Two Redby men indicted for murder
Two men from the town of Redby were indicted Thursday in federal court in Minneapolis in connection with the Nov. 3 killing of a man and the wounding of two others on the Red Lake Indian Reservation.
Donald Leigh Clark, Jr., 22, and Cruze Anthony White, 22, were charged with one count of second-degree murder, two counts of assault with intent to commit murder, one count of assault with a dangerous weapon, and one count of discharge of a firearm during a crime of violence.
Clark was arrested on Saturday. White remains at large and is considered armed and dangerous, according to a news release from the U.S. Department of Justice.
According to the news release:
The indictment alleges that the defendants on Nov. 3 killed Julian Keith DeMarrias while assaulting DeMarrias' brother and another man.
According to a law enforcement affidavit filed in the case, the Red Lake Tribal Police Department responded to a reported shooting and found three adult men in and around a vehicle, all with gunshot wounds.
They were taken to Indian Health Services for treatment, where Julian DeMarrias was pronounced dead.
The three men met Clark and White outside a store. The men allegedly exited their vehicle, at which time Clark and White exited their own vehicle with assault rifles and began shooting.
One victim was shot three times, while a second was shot six times. At the scene, police allegedly found 11 7.62 millimeter shell casings along with five expended shells from a 12-gauge shotgun.
According to a police report, on Oct. 15, Clark and White pointed a sawed-off shotgun at DeMarrias' sister, inquiring about the whereabouts of DeMarrias' brothers. On Nov. 10, one week after the shooting, police found Clark's vehicle abandoned in an old graveyard in Redby.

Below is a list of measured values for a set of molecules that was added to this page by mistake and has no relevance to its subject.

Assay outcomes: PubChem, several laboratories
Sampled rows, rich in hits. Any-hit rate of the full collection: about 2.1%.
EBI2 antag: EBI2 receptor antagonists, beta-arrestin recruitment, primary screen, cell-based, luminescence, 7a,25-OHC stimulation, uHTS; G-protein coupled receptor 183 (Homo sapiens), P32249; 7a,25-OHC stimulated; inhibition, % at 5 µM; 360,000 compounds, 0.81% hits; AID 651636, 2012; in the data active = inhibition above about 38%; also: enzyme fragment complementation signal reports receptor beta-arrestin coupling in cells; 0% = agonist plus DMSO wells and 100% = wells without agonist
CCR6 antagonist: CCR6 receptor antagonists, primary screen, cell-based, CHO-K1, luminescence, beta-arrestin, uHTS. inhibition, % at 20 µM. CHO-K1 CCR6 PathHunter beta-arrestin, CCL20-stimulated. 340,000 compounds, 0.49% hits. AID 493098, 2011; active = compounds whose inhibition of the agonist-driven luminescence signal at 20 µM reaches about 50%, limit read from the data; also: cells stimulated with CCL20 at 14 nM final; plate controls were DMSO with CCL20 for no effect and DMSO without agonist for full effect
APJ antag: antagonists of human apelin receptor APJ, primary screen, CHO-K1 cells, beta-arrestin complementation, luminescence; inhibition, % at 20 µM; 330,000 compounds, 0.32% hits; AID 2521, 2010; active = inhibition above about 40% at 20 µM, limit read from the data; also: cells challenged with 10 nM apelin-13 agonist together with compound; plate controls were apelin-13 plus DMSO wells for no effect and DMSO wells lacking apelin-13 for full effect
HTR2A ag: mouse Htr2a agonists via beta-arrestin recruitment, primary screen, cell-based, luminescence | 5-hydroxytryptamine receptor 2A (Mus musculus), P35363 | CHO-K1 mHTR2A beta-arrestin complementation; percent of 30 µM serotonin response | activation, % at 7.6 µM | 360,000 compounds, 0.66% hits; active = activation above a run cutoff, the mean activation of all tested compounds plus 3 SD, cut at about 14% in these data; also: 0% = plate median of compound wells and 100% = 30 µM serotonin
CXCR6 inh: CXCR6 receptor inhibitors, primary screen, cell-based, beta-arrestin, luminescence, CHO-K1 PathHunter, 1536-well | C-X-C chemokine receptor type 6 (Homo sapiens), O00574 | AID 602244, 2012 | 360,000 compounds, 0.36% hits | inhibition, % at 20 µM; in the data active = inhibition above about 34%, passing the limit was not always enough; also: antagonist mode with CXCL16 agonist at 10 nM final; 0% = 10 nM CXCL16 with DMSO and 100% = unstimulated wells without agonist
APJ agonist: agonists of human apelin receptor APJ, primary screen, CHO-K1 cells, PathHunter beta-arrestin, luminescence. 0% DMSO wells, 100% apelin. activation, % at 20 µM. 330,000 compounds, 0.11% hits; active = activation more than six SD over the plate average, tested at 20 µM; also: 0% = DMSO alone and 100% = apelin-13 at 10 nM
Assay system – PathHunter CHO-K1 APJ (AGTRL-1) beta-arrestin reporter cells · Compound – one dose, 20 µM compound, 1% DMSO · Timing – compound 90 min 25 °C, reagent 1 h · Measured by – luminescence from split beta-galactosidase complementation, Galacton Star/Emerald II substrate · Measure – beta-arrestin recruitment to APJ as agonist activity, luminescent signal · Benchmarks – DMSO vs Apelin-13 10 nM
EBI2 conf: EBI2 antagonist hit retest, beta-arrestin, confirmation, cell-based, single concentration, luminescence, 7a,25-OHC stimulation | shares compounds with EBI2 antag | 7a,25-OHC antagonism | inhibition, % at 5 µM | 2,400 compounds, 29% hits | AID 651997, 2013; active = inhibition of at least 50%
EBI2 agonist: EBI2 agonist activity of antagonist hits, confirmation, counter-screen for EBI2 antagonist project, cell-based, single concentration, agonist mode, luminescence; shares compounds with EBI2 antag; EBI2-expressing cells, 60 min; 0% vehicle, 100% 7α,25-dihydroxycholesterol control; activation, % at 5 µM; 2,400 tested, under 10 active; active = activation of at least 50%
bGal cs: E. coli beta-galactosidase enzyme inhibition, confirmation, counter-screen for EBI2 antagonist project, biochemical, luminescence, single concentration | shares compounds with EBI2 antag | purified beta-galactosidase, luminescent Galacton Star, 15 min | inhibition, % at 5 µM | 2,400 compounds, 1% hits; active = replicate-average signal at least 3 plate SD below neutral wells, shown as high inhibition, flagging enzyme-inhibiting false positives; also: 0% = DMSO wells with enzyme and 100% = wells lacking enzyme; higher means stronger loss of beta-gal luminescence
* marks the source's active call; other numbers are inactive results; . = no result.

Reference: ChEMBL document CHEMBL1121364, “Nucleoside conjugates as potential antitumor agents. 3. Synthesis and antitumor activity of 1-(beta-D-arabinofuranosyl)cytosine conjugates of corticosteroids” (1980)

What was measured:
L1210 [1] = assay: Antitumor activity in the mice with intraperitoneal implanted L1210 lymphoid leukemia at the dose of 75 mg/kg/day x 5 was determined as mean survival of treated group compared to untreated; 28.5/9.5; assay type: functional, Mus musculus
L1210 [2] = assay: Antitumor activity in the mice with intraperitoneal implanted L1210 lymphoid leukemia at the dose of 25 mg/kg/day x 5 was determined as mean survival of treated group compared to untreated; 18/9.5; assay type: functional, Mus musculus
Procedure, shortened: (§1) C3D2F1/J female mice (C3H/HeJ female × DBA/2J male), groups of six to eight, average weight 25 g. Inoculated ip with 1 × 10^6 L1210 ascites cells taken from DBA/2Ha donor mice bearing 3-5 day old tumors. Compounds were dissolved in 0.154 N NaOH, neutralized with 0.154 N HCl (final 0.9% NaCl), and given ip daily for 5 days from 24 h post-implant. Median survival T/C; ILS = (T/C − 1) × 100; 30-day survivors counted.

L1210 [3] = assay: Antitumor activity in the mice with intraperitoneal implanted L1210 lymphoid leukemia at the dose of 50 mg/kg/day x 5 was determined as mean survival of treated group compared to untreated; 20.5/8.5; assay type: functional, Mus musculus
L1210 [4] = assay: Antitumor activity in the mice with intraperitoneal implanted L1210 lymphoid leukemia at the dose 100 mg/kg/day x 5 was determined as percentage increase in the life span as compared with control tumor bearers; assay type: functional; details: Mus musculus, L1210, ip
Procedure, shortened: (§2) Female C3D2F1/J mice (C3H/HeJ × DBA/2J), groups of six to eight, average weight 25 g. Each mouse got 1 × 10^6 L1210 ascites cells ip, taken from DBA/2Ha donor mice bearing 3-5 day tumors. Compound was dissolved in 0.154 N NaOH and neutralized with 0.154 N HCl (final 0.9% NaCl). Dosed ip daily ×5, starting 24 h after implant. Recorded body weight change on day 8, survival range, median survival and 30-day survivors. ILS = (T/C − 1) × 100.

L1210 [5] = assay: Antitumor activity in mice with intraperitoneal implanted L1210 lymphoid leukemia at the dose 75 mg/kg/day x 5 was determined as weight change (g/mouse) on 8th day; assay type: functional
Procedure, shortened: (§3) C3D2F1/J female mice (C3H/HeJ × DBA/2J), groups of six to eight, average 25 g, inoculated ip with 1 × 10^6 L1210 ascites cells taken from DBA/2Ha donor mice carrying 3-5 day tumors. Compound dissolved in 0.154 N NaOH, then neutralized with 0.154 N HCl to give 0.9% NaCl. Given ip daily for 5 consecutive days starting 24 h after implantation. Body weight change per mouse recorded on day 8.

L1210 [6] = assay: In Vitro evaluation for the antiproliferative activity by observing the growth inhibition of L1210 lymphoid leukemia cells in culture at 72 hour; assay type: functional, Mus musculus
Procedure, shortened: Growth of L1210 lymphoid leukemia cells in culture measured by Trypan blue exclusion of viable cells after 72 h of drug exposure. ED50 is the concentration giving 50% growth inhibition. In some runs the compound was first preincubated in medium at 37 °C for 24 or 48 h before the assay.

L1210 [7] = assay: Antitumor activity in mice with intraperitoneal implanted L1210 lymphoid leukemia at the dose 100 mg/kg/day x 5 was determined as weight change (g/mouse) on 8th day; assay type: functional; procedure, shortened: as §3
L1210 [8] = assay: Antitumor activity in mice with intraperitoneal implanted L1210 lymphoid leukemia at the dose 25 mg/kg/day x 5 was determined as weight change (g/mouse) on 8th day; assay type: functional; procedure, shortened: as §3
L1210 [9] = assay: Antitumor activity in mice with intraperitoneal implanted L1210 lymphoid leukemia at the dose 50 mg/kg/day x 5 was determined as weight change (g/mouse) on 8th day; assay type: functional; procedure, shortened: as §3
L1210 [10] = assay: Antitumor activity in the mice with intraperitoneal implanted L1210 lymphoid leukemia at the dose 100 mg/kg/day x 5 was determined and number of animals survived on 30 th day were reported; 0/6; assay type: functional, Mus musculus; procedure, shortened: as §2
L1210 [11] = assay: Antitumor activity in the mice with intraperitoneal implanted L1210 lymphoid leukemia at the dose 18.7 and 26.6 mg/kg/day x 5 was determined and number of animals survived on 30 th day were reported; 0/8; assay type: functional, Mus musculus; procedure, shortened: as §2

Clark was arrested in Redby on Jan. 15. Law enforcement found him hiding in the back seat of a vehicle, under a blanket. United States Department of Justice
If convicted, Clark and White face a potential maximum penalty of life in prison on the murder charge, 20 years on each assault with intent to commit murder count, 10 years on the assault with a dangerous weapon count and a 10-year consecutive sentence on the discharge of a firearm count. All sentences will be determined by a federal district court judge.
The case is the result of an investigation by the Federal Bureau of Investigation and the Red Lake Tribal Police Department, with assistance from the United States Bureau of Alcohol, Tobacco, Firearms and Explosives, the Headwaters Safe Trails Task Force and the U.S. Marshals Service. It is being prosecuted by Assistant U.S. Attorney Clifford B. Wardlaw.
Because the Red Lake Indian Reservation is a federal-jurisdiction reservation, some of the crimes that occur there are investigated by the FBI in conjunction with the Red Lake Tribal Police Department. Those cases are prosecuted by the U.S. Attorney's Office.